Study Confirms Minorities Face Higher Odds of COVID-19: Study

TUESDAY, Sept. 29, 2020 — Black and Hispanic Americans are twice as likely to test positive for COVID-19 as white Americans, researchers report.

For the study, an international team collected data on about 6 million people but found no differences in the number who died 30 days after testing positive for SARS-CoV-2.

Yet the findings highlight the need for better ways to contain and prevent outbreaks in racial and ethnic minority communities in the United States, the study authors said.

“Most studies investigating racial and ethnic disparities to date have focused on hospitalized patients, or have not characterized who received testing and those who tested positive. In this study, we compared patterns of testing and test results for COVID-19 and subsequent mortality by race and ethnicity in the Department of Veterans Affairs, the largest integrated health care system in the United States,” said lead author Christopher Rentsch, an epidemiologist at the London School of Hygiene and Tropical Medicine, in England.

Rentsch’s team looked at all those who were in care just before the pandemic began, then identified who was tested, who tested positive and who died within 30 days after a positive test.

At each of these stages, the investigators looked at differences among people who are Black, Hispanic and white.

Between Feb. 8 and July 22, more than 254,000 people were tested and more than 16,000 were positive for COVID-19. Among Black patients, 10% tested positive as did 11% of Hispanics and 4% of white patients.

Among those who tested positive, more than 1,000 died within a month, but no difference by race or ethnicity was seen, the study authors said.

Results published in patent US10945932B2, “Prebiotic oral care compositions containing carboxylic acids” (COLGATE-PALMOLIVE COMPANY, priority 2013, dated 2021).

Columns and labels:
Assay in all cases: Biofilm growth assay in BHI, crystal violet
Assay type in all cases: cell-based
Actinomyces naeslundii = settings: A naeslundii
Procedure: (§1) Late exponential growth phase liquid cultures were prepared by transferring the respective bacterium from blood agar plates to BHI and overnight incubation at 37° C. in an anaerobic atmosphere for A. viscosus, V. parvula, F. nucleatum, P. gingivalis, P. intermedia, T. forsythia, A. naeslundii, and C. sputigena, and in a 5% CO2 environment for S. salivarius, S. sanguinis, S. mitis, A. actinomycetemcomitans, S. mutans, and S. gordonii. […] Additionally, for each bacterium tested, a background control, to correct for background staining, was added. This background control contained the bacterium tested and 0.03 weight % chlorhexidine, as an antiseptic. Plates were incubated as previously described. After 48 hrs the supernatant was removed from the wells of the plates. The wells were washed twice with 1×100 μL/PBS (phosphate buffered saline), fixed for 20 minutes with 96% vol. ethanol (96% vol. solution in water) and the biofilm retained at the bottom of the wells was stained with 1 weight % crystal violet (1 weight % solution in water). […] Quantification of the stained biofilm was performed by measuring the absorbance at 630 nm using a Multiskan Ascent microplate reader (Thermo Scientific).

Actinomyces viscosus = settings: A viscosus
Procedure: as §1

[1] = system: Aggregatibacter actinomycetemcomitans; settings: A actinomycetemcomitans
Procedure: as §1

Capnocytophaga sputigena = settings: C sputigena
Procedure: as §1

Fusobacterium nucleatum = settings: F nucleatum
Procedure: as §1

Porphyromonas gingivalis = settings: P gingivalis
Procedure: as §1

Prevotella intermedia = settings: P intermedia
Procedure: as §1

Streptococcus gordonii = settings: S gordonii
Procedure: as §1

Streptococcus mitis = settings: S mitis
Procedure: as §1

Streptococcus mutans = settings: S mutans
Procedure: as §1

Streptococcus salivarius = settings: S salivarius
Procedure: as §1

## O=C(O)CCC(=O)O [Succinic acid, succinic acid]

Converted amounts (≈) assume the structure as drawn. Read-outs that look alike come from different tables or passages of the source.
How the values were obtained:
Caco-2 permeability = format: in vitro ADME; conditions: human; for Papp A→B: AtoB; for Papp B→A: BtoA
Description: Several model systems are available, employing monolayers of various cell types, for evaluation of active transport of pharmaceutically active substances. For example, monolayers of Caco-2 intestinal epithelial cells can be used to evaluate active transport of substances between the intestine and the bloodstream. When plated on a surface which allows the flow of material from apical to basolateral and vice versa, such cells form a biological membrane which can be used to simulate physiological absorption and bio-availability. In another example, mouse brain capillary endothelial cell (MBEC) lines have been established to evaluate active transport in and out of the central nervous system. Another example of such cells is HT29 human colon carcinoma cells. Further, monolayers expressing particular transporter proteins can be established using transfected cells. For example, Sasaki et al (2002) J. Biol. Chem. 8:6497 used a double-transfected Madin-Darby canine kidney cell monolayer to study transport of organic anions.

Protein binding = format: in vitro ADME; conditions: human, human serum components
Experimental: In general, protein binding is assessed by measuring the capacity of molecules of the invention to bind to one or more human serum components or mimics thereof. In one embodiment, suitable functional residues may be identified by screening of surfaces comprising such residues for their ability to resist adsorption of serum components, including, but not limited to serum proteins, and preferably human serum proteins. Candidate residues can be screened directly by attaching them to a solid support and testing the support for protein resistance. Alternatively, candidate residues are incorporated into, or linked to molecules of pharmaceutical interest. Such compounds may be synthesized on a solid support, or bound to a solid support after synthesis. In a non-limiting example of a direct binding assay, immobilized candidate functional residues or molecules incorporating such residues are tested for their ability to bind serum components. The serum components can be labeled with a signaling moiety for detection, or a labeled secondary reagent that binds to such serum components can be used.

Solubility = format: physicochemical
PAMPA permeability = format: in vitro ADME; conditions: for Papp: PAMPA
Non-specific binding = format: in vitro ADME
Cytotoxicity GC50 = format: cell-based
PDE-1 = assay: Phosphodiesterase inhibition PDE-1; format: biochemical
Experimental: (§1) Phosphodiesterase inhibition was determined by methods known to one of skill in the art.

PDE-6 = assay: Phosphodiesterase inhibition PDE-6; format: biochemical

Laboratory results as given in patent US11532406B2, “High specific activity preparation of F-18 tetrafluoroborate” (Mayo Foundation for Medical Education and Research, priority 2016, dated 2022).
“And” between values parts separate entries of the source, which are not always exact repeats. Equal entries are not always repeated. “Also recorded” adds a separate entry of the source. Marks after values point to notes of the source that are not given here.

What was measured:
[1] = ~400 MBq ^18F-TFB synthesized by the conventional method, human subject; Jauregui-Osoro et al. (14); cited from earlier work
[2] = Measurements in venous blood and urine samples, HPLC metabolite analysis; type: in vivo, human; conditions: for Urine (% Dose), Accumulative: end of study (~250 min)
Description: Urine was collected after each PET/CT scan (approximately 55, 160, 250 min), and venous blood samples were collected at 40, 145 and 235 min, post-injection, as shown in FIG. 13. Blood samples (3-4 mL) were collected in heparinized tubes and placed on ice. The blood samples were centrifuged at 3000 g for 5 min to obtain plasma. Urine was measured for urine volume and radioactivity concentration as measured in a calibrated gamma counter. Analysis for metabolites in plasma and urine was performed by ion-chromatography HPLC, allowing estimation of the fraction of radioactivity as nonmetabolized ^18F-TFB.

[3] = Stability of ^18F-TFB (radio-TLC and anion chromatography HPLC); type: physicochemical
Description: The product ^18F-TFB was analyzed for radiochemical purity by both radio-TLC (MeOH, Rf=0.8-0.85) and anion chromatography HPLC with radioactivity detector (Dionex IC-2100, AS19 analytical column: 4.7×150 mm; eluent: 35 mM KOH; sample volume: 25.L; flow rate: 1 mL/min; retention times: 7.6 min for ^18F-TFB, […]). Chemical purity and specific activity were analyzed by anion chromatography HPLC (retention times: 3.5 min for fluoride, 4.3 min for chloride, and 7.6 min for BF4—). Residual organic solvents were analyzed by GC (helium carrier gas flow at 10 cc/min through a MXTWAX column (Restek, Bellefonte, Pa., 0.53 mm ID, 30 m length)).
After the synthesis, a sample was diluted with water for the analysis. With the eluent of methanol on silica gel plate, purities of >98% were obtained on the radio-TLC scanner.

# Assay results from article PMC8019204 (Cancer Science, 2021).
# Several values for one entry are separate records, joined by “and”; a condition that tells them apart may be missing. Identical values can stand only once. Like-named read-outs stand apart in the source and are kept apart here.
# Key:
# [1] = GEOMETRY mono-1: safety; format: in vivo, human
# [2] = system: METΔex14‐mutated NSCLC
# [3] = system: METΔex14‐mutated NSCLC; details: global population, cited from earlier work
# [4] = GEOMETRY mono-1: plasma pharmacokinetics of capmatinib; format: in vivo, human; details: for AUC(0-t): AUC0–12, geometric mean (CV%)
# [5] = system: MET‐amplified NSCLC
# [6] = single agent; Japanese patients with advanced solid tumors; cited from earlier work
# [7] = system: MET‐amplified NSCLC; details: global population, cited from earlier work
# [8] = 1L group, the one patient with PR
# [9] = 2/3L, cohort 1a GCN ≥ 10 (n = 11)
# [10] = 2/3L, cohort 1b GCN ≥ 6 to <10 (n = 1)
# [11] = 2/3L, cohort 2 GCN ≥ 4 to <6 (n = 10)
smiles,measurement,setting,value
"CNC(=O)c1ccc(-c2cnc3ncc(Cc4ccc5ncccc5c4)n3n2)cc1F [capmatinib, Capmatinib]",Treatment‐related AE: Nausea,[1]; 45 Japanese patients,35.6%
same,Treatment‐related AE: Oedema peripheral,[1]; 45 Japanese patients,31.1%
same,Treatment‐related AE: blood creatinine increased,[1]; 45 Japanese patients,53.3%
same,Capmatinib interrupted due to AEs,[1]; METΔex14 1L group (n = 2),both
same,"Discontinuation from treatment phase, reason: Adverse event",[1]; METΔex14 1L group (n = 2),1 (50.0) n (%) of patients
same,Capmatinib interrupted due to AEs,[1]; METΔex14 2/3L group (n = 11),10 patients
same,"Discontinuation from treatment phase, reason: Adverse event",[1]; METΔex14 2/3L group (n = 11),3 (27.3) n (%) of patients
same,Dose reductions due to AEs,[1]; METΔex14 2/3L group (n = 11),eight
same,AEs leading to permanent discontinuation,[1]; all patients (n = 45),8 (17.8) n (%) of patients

“Minority individuals who received a positive COVID-19 test did not appear to have worse outcomes,” Rentsch said in a school news release. “However, our findings suggest these communities face a substantial excess burden of COVID-19 infection.”

The disparity between Black people and white people varied by region, with the Midwest showing the biggest gap, and the West, the smallest.

While the gap between Black patients and white ones shrank over the study period, it was highest in places that had an early or resurgent outbreak. The disparity between Hispanic people and white people was consistent across time, geographic area and outbreak pattern, the researchers found.

“Understanding what is driving these disparities is vital so that strategies can be tailored to curb the disproportionate epidemics in minority communities,” Rentsch said.

The findings were recently published online in the journal PLOS Medicine.

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